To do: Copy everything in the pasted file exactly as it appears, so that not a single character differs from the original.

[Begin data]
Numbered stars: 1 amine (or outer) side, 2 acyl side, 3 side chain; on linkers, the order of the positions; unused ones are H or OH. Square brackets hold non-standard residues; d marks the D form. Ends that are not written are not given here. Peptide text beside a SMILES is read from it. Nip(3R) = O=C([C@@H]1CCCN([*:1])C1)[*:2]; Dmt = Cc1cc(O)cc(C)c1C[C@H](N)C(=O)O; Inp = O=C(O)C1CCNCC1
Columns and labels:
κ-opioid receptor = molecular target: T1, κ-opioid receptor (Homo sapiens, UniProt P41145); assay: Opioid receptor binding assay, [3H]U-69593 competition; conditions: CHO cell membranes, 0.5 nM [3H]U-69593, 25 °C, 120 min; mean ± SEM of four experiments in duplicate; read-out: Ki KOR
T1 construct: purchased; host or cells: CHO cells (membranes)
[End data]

Numbered stars: 1 amine (or outer) side, 2 acyl side, 3 side chain; on linkers, the order of the positions; unused ones are H or OH. Square brackets hold non-standard residues; d marks the D form. Ends that are not written are not given here. Peptide text beside a SMILES is read from it. Nip(3R) = O=C([C@@H]1CCCN([*:1])C1)[*:2]; Dmt = Cc1cc(O)cc(C)c1C[C@H](N)C(=O)O; Inp = O=C(O)C1CCNCC1
Columns and labels:
κ-opioid receptor = molecular target: T1, κ-opioid receptor (Homo sapiens, UniProt P41145); assay: Opioid receptor binding assay, [3H]U-69593 competition; conditions: CHO cell membranes, 0.5 nM [3H]U-69593, 25 °C, 120 min; mean ± SEM of four experiments in duplicate; read-out: Ki KOR
T1 construct: purchased; host or cells: CHO cells (membranes)